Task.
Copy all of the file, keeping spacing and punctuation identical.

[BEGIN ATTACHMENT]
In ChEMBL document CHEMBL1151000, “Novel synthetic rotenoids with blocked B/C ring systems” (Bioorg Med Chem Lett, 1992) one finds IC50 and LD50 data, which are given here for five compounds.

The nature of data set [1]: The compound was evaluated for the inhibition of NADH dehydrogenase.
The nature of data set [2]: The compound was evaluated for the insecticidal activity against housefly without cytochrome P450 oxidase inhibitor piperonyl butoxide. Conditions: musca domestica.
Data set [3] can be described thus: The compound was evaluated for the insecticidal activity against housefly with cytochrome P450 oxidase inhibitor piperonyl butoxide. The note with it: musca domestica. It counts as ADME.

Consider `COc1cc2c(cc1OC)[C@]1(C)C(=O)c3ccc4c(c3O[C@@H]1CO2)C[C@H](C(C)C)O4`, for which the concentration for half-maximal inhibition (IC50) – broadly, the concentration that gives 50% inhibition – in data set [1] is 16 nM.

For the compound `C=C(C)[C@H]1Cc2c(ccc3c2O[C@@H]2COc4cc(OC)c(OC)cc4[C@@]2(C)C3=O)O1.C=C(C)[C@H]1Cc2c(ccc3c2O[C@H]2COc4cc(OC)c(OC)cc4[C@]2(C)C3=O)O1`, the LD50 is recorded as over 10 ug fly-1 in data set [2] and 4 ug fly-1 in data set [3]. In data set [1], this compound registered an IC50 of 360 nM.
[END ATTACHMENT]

In ChEMBL document CHEMBL1151000, “Novel synthetic rotenoids with blocked B/C ring systems” (Bioorg Med Chem Lett, 1992) one finds IC50 and LD50 data, which are given here for five compounds.

The nature of data set [1]: The compound was evaluated for the inhibition of NADH dehydrogenase.
The nature of data set [2]: The compound was evaluated for the insecticidal activity against housefly without cytochrome P450 oxidase inhibitor piperonyl butoxide. Conditions: musca domestica.
Data set [3] can be described thus: The compound was evaluated for the insecticidal activity against housefly with cytochrome P450 oxidase inhibitor piperonyl butoxide. The note with it: musca domestica. It counts as ADME.

Consider `COc1cc2c(cc1OC)[C@]1(C)C(=O)c3ccc4c(c3O[C@@H]1CO2)C[C@H](C(C)C)O4`, for which the concentration for half-maximal inhibition (IC50) – broadly, the concentration that gives 50% inhibition – in data set [1] is 16 nM.

For the compound `C=C(C)[C@H]1Cc2c(ccc3c2O[C@@H]2COc4cc(OC)c(OC)cc4[C@@]2(C)C3=O)O1.C=C(C)[C@H]1Cc2c(ccc3c2O[C@H]2COc4cc(OC)c(OC)cc4[C@]2(C)C3=O)O1`, the LD50 is recorded as over 10 ug fly-1 in data set [2] and 4 ug fly-1 in data set [3]. In data set [1], this compound registered an IC50 of 360 nM.